We present a cascade architecture for keyword spotting that can meet these power requirements, while achieving high accuracy. The first stage is comprised of a very small and power efficient detector that executes on a DSP. Upon trigger, it delegates the final detection decision to a second, much larger and more accurate detector, that executes on the device’s main application processor (AP).

The following section gives an overview of the system. Subsequent sections describe our quantization approach, as well as a final stage of the pipeline that runs on the server. Finally we present accuracy results of the cascade system.

2 Architecture

Our system, shown in figure 1 is a cascade of two keyword detectors that trade-off computation and memory footprint (and thus power consumption), with accuracy. The first stage is very small and executes continuously, buffering enough audio to safely fit the keyword (typically 2 seconds). Upon detection it passes the audio buffer to the second stage, and continues to stream the audio that follows. The second stage uses uses a larger and more accurate model to make the final decision. The second stage also supports speaker verification, allowing only known speakers to trigger the keyword.

This cascade approach is advantageous regardless of where the execution takes place, however when running continuously it is impossible to meet the previously described power restrictions using a standard mobile AP. Thus, we utilize power-isolated memory and processor, typically in the form of a DSP, to execute the continuous first stage. The second stage, with more relaxed power constraints, is both able to and required to execute a larger and better quality detection model to overcome the leniency of the first stage. However, computation is still quite important, as the second stage must be able to process the buffered audio coming from the first stage as fast as possible to minimize detection latency. Given this different set of requirements, we execute the second stage on the AP.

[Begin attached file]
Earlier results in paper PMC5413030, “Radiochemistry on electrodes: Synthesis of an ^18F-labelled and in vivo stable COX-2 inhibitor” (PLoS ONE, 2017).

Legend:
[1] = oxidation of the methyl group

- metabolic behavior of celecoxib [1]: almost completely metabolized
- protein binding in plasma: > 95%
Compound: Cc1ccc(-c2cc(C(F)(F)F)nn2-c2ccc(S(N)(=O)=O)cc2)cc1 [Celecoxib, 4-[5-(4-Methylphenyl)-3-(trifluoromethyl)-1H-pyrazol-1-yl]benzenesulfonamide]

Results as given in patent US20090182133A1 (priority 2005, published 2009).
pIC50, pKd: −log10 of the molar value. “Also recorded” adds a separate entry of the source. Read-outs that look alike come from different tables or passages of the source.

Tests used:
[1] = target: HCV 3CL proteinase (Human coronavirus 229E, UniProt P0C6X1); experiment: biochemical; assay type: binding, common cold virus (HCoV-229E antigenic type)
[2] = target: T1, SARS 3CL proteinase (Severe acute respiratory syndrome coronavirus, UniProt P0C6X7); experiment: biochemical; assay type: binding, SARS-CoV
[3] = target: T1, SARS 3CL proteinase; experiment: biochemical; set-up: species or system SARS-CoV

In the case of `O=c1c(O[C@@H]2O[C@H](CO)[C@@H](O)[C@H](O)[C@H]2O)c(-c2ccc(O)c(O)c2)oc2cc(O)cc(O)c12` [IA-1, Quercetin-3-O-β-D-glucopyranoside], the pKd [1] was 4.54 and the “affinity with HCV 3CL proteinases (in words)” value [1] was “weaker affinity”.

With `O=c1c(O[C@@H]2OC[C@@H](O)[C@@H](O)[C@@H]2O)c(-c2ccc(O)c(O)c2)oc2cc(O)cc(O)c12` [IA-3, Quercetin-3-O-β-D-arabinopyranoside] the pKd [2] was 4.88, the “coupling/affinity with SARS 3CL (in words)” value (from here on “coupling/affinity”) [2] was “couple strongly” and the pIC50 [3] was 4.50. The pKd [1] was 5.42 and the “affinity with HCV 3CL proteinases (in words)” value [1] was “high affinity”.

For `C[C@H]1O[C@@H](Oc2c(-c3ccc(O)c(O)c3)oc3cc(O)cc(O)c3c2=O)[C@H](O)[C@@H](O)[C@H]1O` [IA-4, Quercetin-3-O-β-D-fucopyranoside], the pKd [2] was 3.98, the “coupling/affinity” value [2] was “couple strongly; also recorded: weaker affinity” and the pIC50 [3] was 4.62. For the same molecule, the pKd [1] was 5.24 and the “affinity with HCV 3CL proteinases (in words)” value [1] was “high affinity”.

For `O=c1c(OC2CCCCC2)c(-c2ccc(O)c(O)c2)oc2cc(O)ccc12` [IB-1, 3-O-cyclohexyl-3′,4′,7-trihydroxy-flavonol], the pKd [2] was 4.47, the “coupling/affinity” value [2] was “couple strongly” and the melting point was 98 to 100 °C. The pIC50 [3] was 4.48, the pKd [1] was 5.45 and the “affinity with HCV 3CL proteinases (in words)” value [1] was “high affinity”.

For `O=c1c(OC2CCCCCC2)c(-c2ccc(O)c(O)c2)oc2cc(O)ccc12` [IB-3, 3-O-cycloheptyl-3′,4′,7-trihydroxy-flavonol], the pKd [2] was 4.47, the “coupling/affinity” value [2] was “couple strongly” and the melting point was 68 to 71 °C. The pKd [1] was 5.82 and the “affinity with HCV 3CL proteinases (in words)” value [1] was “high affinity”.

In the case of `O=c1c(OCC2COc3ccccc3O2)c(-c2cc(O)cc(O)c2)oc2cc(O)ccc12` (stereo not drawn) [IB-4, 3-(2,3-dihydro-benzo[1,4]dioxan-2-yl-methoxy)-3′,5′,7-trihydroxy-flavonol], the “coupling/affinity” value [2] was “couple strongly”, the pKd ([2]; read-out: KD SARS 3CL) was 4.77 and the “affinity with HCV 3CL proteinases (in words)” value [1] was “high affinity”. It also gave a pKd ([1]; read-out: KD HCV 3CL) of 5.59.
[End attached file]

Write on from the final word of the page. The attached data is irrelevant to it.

Figure 1: Cascade keyword spotting architecture

2.1 Anatomy of a keyword spotter

Our detectors receive the raw audio as input and produce a yes/no decision. Internally they are composed by three main components: 1) a signal processing frontend 2) a neural network acoustic encoder and 3) a decoder.

Frontend The frontend receives the audio signal and produces features for the encoder neural network. Its execution involves some typical signal processing algorithms, like spectral subtraction, but ultimately produces a log-mel filterbank (the log of the triangular mel filters applied to the power spectra). We typically use either 32 or 40 filterbank channels per 25ms frame.